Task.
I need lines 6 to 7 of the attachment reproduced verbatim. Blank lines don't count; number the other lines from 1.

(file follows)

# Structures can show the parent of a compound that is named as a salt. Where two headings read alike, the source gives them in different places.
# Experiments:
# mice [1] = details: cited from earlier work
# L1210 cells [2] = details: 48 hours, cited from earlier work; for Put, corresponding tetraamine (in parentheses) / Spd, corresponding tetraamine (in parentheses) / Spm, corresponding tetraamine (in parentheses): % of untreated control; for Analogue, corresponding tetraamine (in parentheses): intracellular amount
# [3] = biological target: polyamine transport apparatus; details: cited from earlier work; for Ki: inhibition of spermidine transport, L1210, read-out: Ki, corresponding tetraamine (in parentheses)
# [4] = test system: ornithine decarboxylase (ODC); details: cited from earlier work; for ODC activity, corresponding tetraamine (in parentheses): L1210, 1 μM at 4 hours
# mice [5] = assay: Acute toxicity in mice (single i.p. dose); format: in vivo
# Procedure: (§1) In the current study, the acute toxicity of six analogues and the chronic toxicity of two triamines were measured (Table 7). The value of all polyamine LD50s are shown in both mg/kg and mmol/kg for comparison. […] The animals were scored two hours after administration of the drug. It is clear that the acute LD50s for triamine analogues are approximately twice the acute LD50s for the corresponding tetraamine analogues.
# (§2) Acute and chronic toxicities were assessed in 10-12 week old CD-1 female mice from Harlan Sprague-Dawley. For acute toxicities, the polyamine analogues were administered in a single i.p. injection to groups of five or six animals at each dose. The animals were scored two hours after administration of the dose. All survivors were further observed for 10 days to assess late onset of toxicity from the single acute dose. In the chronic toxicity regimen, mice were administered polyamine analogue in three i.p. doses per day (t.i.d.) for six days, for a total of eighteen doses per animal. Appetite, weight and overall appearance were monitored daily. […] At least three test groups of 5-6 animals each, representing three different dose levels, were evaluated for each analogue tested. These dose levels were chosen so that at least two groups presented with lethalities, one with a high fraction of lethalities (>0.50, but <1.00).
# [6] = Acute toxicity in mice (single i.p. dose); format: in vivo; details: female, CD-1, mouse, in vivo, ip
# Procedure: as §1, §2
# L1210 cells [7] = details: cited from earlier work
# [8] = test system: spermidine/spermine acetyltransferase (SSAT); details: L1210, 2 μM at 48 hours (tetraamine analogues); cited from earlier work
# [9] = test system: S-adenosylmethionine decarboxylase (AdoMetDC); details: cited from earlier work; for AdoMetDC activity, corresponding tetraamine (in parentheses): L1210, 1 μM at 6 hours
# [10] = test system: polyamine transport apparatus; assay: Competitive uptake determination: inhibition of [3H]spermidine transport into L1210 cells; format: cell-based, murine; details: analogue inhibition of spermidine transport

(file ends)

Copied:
# [4] = test system: ornithine decarboxylase (ODC); details: cited from earlier work; for ODC activity, corresponding tetraamine (in parentheses): L1210, 1 μM at 4 hours
# mice [5] = assay: Acute toxicity in mice (single i.p. dose); format: in vivo